Khan Academy's online instructional videos are popular with students stumped by homework, and with teachers who let Khan do the lecturing so they can work beside students during class time. Now, Khan Academy materials will be integrated at 47 Idaho schools that serve more than 10,000 K-12 students.
The first statewide pilot of Khan Academy materials in schools is funded by a $1.5 million grant from the J.A. and Kathryn Albertson Foundation. The money will be used for training, technology, technical assistance and assessment. More than 75 schools submitted applications for the funding. The selected schools were chosen by an independent review committee for their willingness to innovate and individualize instruction.
Khan Academy was created in 2006 by Salman Khan, an American educator (born in Bangladesh) who was interested in providing education for people everywhere. The Academy receives significant support from the Bill and Melinda Gates Foundation.
The thousands of educational videos found at www.khanacademy.org can be used by anyone as self-paced learning tools in a variety of subjects. For teachers, there are tools to track the progress of individual students. The system has attracted millions of devoted followers, and some detractors.
A Chronicle of Higher Education blog said that Khan Academy is good for learning about various subjects, but not at a level that makes a difference in the world.
“Learning at these levels requires more than watching videos (or lectures) and doing exercises,” blogger Robert Talbert wrote. “It takes hard work by both the learner and the instructor, difficult assignments that get students to work at these higher levels, open channels of communication that do not just go one way, and above all a relationship between the learner and instructor that engenders trust.”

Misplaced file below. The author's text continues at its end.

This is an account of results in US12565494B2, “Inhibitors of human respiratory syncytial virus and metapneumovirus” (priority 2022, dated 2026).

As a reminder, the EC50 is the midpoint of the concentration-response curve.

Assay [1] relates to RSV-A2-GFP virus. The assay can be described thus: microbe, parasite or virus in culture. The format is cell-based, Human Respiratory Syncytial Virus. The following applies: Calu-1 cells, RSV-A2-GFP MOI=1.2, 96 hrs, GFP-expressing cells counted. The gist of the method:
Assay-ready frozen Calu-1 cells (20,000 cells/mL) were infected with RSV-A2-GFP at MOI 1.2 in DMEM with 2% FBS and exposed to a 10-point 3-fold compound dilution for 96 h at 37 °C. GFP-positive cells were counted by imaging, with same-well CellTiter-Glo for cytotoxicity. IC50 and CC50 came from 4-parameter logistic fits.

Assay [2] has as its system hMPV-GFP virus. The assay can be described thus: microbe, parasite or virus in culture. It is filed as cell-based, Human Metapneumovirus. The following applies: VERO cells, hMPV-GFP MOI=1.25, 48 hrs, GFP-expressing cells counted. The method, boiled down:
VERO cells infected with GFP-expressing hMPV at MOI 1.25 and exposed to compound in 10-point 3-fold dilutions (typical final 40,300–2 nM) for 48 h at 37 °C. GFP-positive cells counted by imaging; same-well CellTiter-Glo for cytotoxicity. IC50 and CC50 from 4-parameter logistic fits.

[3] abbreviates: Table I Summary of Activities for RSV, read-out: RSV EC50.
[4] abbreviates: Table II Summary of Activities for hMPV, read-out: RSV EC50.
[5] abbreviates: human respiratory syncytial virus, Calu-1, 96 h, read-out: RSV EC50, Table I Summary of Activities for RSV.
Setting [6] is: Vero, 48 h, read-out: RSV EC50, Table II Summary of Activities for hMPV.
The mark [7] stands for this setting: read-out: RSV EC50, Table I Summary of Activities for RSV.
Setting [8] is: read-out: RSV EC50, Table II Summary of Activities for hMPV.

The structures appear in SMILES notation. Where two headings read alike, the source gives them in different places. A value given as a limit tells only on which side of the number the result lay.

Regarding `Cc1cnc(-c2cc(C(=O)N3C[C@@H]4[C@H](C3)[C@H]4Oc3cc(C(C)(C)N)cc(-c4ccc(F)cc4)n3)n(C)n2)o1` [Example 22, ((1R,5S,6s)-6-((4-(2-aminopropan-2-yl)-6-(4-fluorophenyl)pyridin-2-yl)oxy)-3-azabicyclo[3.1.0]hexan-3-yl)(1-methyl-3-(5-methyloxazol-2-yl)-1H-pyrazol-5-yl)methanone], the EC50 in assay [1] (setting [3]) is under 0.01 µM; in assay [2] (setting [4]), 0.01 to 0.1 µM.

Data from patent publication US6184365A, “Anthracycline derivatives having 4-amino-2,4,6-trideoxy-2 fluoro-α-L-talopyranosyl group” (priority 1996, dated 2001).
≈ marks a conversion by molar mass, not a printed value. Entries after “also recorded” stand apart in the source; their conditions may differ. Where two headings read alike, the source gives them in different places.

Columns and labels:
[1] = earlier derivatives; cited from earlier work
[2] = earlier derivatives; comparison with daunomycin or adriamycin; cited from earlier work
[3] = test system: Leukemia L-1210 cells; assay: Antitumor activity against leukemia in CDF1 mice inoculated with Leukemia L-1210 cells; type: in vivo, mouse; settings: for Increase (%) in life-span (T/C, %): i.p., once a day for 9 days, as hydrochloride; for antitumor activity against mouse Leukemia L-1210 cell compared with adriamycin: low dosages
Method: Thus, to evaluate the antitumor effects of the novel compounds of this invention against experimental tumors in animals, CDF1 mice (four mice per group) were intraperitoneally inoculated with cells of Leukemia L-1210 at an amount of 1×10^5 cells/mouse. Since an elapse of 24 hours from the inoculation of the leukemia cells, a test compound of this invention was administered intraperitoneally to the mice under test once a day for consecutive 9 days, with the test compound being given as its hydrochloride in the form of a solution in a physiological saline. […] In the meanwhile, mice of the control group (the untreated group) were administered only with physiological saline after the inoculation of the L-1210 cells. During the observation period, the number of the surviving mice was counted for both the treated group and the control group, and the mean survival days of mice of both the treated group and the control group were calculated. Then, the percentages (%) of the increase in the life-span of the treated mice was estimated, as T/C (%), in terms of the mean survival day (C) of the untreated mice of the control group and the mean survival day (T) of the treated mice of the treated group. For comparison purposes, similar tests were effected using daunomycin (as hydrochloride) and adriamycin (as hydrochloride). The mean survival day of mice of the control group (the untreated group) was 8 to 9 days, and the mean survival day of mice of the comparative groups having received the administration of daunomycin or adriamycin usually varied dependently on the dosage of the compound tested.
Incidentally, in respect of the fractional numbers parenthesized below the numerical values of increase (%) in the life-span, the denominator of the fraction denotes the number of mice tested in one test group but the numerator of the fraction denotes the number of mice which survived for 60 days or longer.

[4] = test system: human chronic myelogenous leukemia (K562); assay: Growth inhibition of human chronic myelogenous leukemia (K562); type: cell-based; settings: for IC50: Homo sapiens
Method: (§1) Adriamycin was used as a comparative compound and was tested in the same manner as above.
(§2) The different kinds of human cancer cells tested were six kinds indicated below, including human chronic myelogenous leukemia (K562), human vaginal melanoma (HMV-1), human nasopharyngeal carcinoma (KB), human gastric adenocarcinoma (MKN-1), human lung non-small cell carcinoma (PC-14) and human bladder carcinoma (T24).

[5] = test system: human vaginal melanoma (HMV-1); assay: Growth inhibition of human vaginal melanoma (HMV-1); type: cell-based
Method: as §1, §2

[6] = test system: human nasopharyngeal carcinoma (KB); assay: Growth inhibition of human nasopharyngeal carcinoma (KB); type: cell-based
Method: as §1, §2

The Albertson Foundation reports that Salman Khan visited Idaho, and spoke to 200 Idaho educators about how to use the Academy’s materials in schools — a mixture of online and direct instruction often called “blended learning.”
“In our latest visits to Idaho, we already started to hear success stories,” Khan said. “Teachers told us about students who were able to race ahead while other students took time to finally fill in unique ‘Swiss cheese holes’ or gaps in knowledge from previous years. But we’re also excited about the stories we haven’t heard yet — especially stories from rural and frontier regions where we haven’t been able to visit. There’s a tremendous amount of possibility in these regions where resources have historically been strained.”
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